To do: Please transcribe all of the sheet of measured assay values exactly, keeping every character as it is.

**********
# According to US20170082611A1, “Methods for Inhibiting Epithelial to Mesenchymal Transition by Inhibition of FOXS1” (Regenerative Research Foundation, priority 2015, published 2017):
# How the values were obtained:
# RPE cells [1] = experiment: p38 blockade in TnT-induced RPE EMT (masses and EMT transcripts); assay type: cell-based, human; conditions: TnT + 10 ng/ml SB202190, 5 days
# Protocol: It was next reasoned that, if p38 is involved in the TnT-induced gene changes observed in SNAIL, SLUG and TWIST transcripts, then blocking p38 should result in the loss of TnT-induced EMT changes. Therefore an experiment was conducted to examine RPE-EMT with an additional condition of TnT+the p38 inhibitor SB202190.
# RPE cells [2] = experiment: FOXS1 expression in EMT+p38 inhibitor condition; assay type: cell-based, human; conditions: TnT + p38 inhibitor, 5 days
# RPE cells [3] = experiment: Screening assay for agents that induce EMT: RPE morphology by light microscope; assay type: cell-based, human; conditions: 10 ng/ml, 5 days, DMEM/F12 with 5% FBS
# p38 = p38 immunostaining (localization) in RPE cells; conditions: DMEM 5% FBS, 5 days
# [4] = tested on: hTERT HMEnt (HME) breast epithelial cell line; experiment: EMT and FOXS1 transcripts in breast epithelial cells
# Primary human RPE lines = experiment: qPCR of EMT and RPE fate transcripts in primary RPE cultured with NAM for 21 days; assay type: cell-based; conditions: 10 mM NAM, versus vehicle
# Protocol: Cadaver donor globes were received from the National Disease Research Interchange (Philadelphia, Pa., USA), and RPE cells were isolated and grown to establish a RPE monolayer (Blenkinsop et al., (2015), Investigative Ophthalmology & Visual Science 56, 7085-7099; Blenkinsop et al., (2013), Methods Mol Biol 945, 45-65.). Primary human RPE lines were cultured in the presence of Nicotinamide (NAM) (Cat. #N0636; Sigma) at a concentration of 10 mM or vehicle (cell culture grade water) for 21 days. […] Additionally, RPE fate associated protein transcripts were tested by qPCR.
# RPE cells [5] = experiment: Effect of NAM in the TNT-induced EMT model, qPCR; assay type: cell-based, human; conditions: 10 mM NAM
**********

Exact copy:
# According to US20170082611A1, “Methods for Inhibiting Epithelial to Mesenchymal Transition by Inhibition of FOXS1” (Regenerative Research Foundation, priority 2015, published 2017):
# How the values were obtained:
# RPE cells [1] = experiment: p38 blockade in TnT-induced RPE EMT (masses and EMT transcripts); assay type: cell-based, human; conditions: TnT + 10 ng/ml SB202190, 5 days
# Protocol: It was next reasoned that, if p38 is involved in the TnT-induced gene changes observed in SNAIL, SLUG and TWIST transcripts, then blocking p38 should result in the loss of TnT-induced EMT changes. Therefore an experiment was conducted to examine RPE-EMT with an additional condition of TnT+the p38 inhibitor SB202190.
# RPE cells [2] = experiment: FOXS1 expression in EMT+p38 inhibitor condition; assay type: cell-based, human; conditions: TnT + p38 inhibitor, 5 days
# RPE cells [3] = experiment: Screening assay for agents that induce EMT: RPE morphology by light microscope; assay type: cell-based, human; conditions: 10 ng/ml, 5 days, DMEM/F12 with 5% FBS
# p38 = p38 immunostaining (localization) in RPE cells; conditions: DMEM 5% FBS, 5 days
# [4] = tested on: hTERT HMEnt (HME) breast epithelial cell line; experiment: EMT and FOXS1 transcripts in breast epithelial cells
# Primary human RPE lines = experiment: qPCR of EMT and RPE fate transcripts in primary RPE cultured with NAM for 21 days; assay type: cell-based; conditions: 10 mM NAM, versus vehicle
# Protocol: Cadaver donor globes were received from the National Disease Research Interchange (Philadelphia, Pa., USA), and RPE cells were isolated and grown to establish a RPE monolayer (Blenkinsop et al., (2015), Investigative Ophthalmology & Visual Science 56, 7085-7099; Blenkinsop et al., (2013), Methods Mol Biol 945, 45-65.). Primary human RPE lines were cultured in the presence of Nicotinamide (NAM) (Cat. #N0636; Sigma) at a concentration of 10 mM or vehicle (cell culture grade water) for 21 days. […] Additionally, RPE fate associated protein transcripts were tested by qPCR.
# RPE cells [5] = experiment: Effect of NAM in the TNT-induced EMT model, qPCR; assay type: cell-based, human; conditions: 10 mM NAM